• SHARE

O Kobayashi was stunned last year when he found that his mortgage applications had been rejected by two banks.

The 35-year-old had quit a Japanese bank where he had worked for 10 years, obtained an MBA from an Ivy League business school and started working at the financial unit of Connecticut-based General Electric Co. before returning to Japan.

Despite his solid career and no record of debts, the two Japanese banks turned him down because he had changed jobs during the year before he applied for the loans.

“It was a big shock,” said Kobayashi, who is now director of GE Consumer Finance Co.’s New Business Group. “I’d never dreamed that my credit had deteriorated despite the fact that I’d furthered my career in the U.S.”

For financial institutions, Japan’s housing loan market, worth about 183.6 trillion yen as of the end of March 2004, is a stable source of revenue and a market with potential.

Most major banks here have placed strict criteria in extending mortgages out of a desire to hedge risk, and the products they offer are often similar, industry observers say.

But since December 2001, when the Bank of Tokyo-Mitsubishi launched a product that charged 1 percent interest for the first three years and floating rates for the remaining term of the loan, major banks have been trying to outdo each other in cutting interest rates to attract borrowers.

Some entities, such as Softbank group firm Good Mortgage Corp., slashed interest rates on 35-year mortgage loans to below 2.3 percent by using a new scheme offered by the Government Housing Loan Corp. Under the system, the public corporation purchases the private sector’s loans, securitizes them and then sells them to investors.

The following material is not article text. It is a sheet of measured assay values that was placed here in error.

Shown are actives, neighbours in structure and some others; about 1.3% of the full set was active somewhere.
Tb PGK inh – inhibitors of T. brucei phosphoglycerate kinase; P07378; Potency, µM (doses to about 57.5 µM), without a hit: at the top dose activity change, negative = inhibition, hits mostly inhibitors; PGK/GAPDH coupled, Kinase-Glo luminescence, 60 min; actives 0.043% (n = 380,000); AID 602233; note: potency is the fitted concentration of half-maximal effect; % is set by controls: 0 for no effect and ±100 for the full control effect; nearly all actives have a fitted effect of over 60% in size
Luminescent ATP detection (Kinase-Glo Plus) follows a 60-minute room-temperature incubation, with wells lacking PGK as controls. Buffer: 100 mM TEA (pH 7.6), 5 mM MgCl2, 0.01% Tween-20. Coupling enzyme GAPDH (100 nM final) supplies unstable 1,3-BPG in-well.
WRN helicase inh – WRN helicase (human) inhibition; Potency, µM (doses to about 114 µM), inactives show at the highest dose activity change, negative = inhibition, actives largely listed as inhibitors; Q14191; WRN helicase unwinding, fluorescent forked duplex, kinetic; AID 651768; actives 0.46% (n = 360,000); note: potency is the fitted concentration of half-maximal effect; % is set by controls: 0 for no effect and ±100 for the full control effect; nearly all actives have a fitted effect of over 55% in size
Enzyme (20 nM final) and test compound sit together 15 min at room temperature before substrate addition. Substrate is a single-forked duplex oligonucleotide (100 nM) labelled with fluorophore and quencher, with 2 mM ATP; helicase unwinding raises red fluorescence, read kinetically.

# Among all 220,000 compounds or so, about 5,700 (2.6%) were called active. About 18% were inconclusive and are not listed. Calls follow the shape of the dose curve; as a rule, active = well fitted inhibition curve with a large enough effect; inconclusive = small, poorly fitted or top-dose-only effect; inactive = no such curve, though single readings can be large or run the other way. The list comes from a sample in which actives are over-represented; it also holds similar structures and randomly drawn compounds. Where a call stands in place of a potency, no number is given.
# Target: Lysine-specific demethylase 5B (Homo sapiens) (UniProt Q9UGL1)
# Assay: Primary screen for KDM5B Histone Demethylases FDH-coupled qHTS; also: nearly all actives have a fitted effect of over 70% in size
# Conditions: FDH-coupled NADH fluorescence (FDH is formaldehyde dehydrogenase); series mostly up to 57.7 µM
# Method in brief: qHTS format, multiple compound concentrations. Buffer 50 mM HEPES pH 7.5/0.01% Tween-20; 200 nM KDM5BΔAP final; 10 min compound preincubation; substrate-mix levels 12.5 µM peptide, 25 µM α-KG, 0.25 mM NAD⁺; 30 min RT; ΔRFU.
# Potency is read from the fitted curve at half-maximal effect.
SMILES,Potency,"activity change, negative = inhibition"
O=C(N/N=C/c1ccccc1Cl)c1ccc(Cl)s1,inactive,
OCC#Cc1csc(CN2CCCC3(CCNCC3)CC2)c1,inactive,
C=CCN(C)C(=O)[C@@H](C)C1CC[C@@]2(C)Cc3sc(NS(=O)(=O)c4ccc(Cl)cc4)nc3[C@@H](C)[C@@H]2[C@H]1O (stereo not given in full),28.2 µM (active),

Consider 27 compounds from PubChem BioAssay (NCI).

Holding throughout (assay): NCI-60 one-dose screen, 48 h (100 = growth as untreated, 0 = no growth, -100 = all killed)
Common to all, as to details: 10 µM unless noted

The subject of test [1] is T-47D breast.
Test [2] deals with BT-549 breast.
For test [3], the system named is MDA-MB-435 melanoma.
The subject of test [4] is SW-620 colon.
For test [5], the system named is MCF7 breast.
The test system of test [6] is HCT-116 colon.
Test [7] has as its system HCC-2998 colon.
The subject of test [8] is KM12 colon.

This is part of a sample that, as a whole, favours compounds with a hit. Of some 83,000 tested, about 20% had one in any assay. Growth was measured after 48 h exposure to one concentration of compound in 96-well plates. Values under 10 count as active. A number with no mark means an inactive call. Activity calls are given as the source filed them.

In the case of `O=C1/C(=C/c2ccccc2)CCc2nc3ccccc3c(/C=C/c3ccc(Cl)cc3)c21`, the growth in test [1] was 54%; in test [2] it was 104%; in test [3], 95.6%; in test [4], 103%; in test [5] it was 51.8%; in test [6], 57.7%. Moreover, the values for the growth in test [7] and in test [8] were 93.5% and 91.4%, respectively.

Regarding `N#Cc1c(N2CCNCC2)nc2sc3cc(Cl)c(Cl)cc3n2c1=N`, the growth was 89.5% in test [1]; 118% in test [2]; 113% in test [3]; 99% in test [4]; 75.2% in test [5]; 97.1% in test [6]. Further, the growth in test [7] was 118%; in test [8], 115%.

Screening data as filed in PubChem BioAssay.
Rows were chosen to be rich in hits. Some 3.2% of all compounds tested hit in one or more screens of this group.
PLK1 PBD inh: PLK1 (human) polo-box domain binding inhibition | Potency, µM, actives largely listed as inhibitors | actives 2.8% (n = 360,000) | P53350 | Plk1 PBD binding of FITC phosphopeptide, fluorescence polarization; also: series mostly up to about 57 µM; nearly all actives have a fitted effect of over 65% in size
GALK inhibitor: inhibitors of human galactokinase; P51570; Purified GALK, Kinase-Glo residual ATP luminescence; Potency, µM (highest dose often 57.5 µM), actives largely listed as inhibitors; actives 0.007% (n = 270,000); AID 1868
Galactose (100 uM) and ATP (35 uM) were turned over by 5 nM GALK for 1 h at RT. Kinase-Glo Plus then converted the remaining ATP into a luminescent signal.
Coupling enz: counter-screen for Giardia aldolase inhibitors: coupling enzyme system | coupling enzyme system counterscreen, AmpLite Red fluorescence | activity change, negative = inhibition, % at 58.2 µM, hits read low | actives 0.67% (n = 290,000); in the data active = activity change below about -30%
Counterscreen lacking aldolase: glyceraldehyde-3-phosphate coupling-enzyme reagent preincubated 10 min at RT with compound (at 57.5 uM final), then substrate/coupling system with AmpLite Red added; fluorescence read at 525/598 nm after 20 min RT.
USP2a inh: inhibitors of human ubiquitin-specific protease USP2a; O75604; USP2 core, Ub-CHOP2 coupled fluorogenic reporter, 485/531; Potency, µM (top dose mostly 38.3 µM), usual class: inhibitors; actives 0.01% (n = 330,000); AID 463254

In recent years, however, new entrants such as Kobayashi’s firm are cultivating new demand in their quest for a bigger slice of the market, particularly before the Government Housing Loan Corp. effectively shuts down in fiscal 2006.

The public corporation has long been the biggest player in the mortgage market, largely due to the fact that thanks to government backing it can offer long-term, fixed rate loans. It had about 29.5 percent share of the overall mortgage loan market as of the end of March 2004.

On April 1, GE Consumer Finance launched in Japan a new mortgage product proposed by Kobayashi that targets people who may be rejected by major lenders even if they have sufficient income.

Since such banks’ top priority in judging borrowers’ creditworthiness is stable income, loan applicants are required to have worked for the same firm for at least one year, and in many cases three years. For the same reason, self-employed people are not their favorite customers.

According to a survey by marketing consultant Booz Allen Hamilton in May 2004, 16.8 percent of housing loan borrowers experienced trouble when they first applied for mortgage loans. The three top reasons for rejection were: less than three years’ career experience at one company, business ownership, and a lack of ample deposits.

GE Consumer Finance uses the knowhow accumulated by its consumer finance services arm, which operates under the brand name Honobono Lake, to set different interest rates depending on borrowers’ credit risks.